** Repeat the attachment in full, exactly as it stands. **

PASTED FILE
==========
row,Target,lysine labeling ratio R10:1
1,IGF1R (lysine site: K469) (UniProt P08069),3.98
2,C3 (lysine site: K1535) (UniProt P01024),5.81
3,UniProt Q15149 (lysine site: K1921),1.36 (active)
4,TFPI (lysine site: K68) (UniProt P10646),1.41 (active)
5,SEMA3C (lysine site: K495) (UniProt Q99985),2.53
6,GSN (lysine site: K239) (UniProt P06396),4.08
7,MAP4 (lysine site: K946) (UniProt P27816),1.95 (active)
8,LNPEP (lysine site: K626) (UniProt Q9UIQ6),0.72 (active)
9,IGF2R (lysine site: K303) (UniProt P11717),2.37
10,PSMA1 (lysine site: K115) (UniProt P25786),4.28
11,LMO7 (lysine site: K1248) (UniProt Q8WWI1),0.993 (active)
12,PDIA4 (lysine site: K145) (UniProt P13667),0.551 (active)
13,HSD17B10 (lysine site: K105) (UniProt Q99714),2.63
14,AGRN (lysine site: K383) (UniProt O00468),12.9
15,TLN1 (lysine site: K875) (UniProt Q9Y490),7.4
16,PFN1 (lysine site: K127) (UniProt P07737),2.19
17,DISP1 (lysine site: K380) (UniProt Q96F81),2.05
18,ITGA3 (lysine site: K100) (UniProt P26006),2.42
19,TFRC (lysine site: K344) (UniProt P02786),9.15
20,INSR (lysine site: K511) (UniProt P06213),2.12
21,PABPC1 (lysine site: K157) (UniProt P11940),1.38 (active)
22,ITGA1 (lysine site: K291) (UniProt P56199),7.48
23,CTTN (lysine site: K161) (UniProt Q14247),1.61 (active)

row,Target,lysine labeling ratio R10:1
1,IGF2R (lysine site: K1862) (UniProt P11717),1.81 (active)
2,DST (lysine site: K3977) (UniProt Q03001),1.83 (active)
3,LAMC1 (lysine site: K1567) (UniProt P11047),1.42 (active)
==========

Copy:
row,Target,lysine labeling ratio R10:1
1,IGF1R (lysine site: K469) (UniProt P08069),3.98
2,C3 (lysine site: K1535) (UniProt P01024),5.81
3,UniProt Q15149 (lysine site: K1921),1.36 (active)
4,TFPI (lysine site: K68) (UniProt P10646),1.41 (active)
5,SEMA3C (lysine site: K495) (UniProt Q99985),2.53
6,GSN (lysine site: K239) (UniProt P06396),4.08
7,MAP4 (lysine site: K946) (UniProt P27816),1.95 (active)
8,LNPEP (lysine site: K626) (UniProt Q9UIQ6),0.72 (active)
9,IGF2R (lysine site: K303) (UniProt P11717),2.37
10,PSMA1 (lysine site: K115) (UniProt P25786),4.28
11,LMO7 (lysine site: K1248) (UniProt Q8WWI1),0.993 (active)
12,PDIA4 (lysine site: K145) (UniProt P13667),0.551 (active)
13,HSD17B10 (lysine site: K105) (UniProt Q99714),2.63
14,AGRN (lysine site: K383) (UniProt O00468),12.9
15,TLN1 (lysine site: K875) (UniProt Q9Y490),7.4
16,PFN1 (lysine site: K127) (UniProt P07737),2.19
17,DISP1 (lysine site: K380) (UniProt Q96F81),2.05
18,ITGA3 (lysine site: K100) (UniProt P26006),2.42
19,TFRC (lysine site: K344) (UniProt P02786),9.15
20,INSR (lysine site: K511) (UniProt P06213),2.12
21,PABPC1 (lysine site: K157) (UniProt P11940),1.38 (active)
22,ITGA1 (lysine site: K291) (UniProt P56199),7.48
23,CTTN (lysine site: K161) (UniProt Q14247),1.61 (active)

row,Target,lysine labeling ratio R10:1
1,IGF2R (lysine site: K1862) (UniProt P11717),1.81 (active)
2,DST (lysine site: K3977) (UniProt Q03001),1.83 (active)
3,LAMC1 (lysine site: K1567) (UniProt P11047),1.42 (active)